At the same time, I do think there's a difference between those other returns and this one. Those other times, he came back to Fenway as a player, so there was playing time, money, etc. in it for him to do so. He absolutely didn't have to come back for this appearance--it was a totally elective thing and, I think, more a gesture of reconciliation not just with the Boston fans but with the media and Sox zeitgeist overall that's treated him unfairly. While I agree that the history should be recounted accurately, I do think there was some significance to yesterday's first pitch over and above what came before.

plus, while maybe even the majority of fans have had their heads on straight about buckner, there are plenty, plenty more who made his life miserable. shaughnessy didn't singlehandedly run him off to idaho, after all.

for him to come back the way he did was to accept and forgive all of that. he deserves immense credit for doing that. i don't know that i'd make the same choice in his position.

allan said...

Some fans (i.e., you, Ray) were disgusted at that 1987 standing ovation at Fenway. Your hatred wasn't media generated. It was heartbreak-generated, and it was very real, and it lasted a long time. ... Allan sure hated Buckner.

All that is true. I don't think I would have cheered had I been there that day, and I admit to letting the media guide my feelings for a few years after that. Buckner is certainly not blameless, but I hate McNamara and Blister Boy too. And the play remains a potent image and symbol of the series loss.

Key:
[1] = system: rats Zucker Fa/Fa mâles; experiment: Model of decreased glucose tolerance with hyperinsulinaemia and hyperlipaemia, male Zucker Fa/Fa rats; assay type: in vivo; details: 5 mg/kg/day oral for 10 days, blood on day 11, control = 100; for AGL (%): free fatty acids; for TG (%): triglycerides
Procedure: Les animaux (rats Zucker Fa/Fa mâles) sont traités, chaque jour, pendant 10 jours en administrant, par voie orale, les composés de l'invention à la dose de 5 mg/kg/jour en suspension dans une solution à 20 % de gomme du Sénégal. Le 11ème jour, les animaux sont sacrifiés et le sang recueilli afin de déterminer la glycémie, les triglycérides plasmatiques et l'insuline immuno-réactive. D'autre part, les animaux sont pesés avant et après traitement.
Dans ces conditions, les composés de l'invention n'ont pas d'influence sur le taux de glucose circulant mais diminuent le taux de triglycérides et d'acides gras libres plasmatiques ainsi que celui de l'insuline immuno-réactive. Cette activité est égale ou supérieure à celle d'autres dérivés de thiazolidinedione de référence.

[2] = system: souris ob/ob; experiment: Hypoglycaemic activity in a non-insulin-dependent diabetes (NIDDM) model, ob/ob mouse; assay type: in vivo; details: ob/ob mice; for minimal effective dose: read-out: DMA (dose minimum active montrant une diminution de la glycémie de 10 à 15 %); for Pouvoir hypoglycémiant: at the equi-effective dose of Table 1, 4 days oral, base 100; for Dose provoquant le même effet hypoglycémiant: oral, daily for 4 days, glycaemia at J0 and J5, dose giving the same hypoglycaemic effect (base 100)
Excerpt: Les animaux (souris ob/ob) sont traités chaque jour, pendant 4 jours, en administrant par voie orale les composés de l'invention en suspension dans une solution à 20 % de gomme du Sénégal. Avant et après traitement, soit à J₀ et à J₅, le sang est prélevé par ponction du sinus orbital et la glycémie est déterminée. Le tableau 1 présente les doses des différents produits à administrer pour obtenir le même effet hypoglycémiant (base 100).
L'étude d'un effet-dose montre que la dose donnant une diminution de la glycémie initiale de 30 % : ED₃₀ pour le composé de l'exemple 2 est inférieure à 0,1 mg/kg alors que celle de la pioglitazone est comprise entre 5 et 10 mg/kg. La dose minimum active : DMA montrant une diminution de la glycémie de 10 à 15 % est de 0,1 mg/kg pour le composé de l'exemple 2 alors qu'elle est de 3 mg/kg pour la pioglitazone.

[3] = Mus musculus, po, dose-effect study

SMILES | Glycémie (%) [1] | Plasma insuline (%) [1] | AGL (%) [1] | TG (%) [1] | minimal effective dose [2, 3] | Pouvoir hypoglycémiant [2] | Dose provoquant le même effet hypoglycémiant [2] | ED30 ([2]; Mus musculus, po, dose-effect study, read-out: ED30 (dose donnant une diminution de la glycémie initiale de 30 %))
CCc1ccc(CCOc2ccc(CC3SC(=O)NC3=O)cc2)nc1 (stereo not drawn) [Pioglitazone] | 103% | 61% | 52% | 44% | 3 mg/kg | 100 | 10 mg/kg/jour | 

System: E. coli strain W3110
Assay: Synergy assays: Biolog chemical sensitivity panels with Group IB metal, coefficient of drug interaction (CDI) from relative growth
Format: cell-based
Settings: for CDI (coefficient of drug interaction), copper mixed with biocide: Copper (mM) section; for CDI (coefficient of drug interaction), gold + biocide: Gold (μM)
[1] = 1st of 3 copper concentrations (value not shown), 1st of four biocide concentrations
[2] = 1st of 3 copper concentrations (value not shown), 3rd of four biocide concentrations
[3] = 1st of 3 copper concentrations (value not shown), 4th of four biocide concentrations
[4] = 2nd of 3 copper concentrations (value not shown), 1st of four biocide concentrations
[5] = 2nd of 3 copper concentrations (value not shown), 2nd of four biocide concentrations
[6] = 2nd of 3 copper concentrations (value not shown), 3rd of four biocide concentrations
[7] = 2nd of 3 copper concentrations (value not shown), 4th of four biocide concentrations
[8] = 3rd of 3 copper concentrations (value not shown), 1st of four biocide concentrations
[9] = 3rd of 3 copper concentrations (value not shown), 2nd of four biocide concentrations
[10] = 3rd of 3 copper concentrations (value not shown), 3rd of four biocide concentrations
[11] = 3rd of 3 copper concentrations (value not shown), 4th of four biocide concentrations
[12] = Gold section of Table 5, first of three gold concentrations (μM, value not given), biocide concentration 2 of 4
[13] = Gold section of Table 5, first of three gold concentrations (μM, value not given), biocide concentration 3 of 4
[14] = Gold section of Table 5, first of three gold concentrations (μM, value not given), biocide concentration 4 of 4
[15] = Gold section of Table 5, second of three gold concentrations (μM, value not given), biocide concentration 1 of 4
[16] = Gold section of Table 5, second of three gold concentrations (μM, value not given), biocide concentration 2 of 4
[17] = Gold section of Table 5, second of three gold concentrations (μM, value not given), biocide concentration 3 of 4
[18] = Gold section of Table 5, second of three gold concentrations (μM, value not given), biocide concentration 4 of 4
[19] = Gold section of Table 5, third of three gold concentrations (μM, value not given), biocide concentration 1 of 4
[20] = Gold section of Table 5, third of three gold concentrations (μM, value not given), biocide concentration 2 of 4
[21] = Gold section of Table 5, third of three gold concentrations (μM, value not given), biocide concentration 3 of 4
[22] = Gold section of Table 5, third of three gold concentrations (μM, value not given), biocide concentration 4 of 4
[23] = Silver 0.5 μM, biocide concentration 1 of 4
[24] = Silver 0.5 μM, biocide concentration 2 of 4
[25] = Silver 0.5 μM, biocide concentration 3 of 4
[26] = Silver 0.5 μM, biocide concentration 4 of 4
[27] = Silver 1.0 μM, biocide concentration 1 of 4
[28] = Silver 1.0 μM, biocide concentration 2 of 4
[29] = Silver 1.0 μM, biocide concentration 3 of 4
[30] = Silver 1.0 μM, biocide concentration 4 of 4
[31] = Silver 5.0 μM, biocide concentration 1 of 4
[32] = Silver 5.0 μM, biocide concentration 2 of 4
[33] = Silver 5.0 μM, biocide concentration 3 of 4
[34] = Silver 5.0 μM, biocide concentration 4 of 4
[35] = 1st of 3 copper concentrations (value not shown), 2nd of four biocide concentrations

We went to Fenway on May 10, 1987, and Buckner played, but I don't recall anything about it/him.

Jack Marshall said...

No maybe about it, Laura. I wanted that game more than anything---my life was going to shit (my wife and I commenced a separation the next day, I was out of work, and I remember thinking, if the Sox can win the Series, everything will be OK somehow. I stood, holding my wife, waiting for the game to be over. I screamed at Mac for bringing in Schiraldi to close; I screamed at Gedman, but I just felt bad for Buckner---it never occurred to me to blame him for anything (I still think Mookie would have beaten Stanley to the bag)except playing when most players would have been on crutches---like he did that whole season.

allan said...

Buckner to SI in 1990:
"The fans have always been great to me in Boston. The media made more of the error than the fans did."

9casey said...

I think the special thing about this time was that he was moved by the event as well.....And so were the fans.....

If Billy Buckner doesn't make that error....and we still lose .....do Red Sox fans even remember Billy Buckner???

I think he let it eat him up inside for years and thats why it was so emotional for him yesterday....

buckfan said...

Bill himself said in the press conference that his two best memories in Baseball where in Fenway. 1990 when he retired and this last Tuesday with the first pitch.

Clearly Bill knows where the fans are and have been with this.

The other is that he was ran off to Idaho. Bill owned a ranch there before he was ever traded to Boston. His brother ran it and his Mom has lived there since Bill was drafted by the Dodgers. He always planned to retire there.

My hats off to the Boston fans. They really put a dagger to the lie about their relationship with Bill and I'm sure this bond will grow. Great move by the management team to get this behind everyone.

I should have known you guys are to knowledagable of baseball fans to think that one play would lose a game or a series. That was a team collapse that fell to one of the few guys on this planet strong enough to take the heat for that team.